1. Overseas volunteering isn’t for me. No matter how tempting it is, I just couldn’t give my whole heart to it. My sister did, on the other hand. She loves helping others and she likes the experience. I think she would really enjoy reading this post of yours. Will be sharing this to her. 🙂

      1. Thanks for your honesty Gryselle! It’s best if we all stay true to ourselves.

    1. I so wish I had the means to do this right now. I think it would be incredible. But it is absolutely something I aspire to do when my kids are grown. I want to travel the world and help as many people as I can.

      1. I hope you can carve out a trip in the future. It will be so worth it. Thankfully, we don’t have to go far to learn about a new culture or help a neighbor.

    1. I worked as a missionary and volunteer aid for a couple summers in the colonias of Tecate, Mexico and it was a wonderful experience and did all the things you pointed out here. I remember coming back to the states and was immediately bombarded with tabloids and reality TV ads and just feeling so turned off by it all. It’s really great for the soul to get away and focus on putting others’ needs before your own and to see what is really important in life. Thanks for sharing!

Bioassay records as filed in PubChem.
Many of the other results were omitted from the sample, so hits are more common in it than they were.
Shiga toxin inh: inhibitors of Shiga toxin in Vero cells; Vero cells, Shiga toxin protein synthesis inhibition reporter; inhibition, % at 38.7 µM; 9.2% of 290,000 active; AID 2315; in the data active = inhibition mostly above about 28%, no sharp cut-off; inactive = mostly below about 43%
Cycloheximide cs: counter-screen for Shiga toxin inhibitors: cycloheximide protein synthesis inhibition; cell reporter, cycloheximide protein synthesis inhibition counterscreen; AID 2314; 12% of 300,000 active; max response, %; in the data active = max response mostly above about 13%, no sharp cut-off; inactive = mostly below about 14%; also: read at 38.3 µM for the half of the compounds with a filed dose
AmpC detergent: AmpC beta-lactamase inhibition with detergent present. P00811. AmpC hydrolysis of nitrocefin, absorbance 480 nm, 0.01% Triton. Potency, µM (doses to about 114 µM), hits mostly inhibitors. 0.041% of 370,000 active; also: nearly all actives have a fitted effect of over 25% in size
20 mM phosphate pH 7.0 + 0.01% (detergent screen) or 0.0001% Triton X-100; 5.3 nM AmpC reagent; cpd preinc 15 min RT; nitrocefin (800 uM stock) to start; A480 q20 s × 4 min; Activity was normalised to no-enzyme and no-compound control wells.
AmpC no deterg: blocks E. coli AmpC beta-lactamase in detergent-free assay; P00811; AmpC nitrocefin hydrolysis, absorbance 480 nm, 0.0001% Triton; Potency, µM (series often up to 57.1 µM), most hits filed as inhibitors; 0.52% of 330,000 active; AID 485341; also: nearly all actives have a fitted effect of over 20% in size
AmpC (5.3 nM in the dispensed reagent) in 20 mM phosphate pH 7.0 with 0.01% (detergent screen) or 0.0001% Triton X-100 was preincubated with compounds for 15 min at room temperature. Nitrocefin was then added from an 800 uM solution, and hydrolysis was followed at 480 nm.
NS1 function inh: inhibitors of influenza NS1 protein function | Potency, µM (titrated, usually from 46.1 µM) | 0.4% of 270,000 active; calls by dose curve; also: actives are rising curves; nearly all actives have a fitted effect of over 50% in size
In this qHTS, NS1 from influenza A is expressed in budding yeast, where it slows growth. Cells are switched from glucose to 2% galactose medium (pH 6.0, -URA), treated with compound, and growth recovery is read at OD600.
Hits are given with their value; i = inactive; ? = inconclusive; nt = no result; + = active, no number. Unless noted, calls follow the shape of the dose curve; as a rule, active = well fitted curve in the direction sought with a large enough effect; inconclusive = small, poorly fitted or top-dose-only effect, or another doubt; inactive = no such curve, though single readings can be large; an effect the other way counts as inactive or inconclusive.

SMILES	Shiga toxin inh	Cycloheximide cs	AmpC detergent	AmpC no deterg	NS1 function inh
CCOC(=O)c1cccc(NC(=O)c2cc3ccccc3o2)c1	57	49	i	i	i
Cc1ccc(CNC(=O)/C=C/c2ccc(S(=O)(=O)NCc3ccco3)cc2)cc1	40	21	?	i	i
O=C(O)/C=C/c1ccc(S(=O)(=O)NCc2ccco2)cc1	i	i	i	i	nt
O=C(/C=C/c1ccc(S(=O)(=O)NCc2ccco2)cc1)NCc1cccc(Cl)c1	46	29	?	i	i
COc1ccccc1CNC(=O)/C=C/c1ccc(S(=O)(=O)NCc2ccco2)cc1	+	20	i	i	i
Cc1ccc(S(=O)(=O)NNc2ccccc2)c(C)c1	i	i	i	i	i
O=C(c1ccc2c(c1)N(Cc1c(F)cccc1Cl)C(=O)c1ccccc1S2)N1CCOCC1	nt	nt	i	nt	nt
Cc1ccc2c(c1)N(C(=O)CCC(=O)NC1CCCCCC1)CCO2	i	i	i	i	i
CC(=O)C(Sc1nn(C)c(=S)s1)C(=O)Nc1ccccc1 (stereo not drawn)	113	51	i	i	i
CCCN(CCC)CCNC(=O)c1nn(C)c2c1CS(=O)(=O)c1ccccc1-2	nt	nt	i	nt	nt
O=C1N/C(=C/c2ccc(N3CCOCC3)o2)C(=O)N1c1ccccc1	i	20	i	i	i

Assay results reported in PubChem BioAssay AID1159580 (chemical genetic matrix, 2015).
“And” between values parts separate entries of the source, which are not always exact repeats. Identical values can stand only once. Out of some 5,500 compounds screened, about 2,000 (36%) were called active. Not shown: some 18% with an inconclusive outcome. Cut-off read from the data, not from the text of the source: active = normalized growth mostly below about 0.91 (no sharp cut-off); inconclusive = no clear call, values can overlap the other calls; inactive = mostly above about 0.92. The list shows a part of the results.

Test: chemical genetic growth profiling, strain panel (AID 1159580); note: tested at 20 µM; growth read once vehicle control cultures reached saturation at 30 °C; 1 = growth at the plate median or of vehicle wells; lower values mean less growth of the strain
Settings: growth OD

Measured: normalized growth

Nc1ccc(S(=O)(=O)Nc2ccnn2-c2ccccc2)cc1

Elisabeth Wallace -www.theabstractlife.com

    1. I lived in mainland China for a year teaching English. It was incredibly enlightening to see how others view the United States- the good and the bad. I also learned a lot about our country, culture, and simply our way of life by viewing it through the eyes of others…and having to explain it to others as well. It truly was the best year of my life!

      1. I would love to experience that from the perspective of several different cultures! So cool you got to experience that in China.

    1. Whenever I read your blog posts it makes me just want to pack up my bags and head back to the ship! I hope to be back someday soon it was such a life changing and eye opening experience. I really appreciate your perspective.

      1. Thanks for commenting Marlayna! We hope you come back too! Heck, I hope I come back again and again… although maybe not all at once.

    1. I love the getting a break from our madhouse country. Just got back from 2 weeks in England. OMG, you couldn’t escape the madness of the election across the ocean. And we were subjected to the locals opinions. Ugh.

      1. “subjected to the opinions of the locals” Haha for some reason that makes it harder. When I’m talking to others from other countries, even if they are well-informed, I feel like, “But you don’t get a say!” 🙂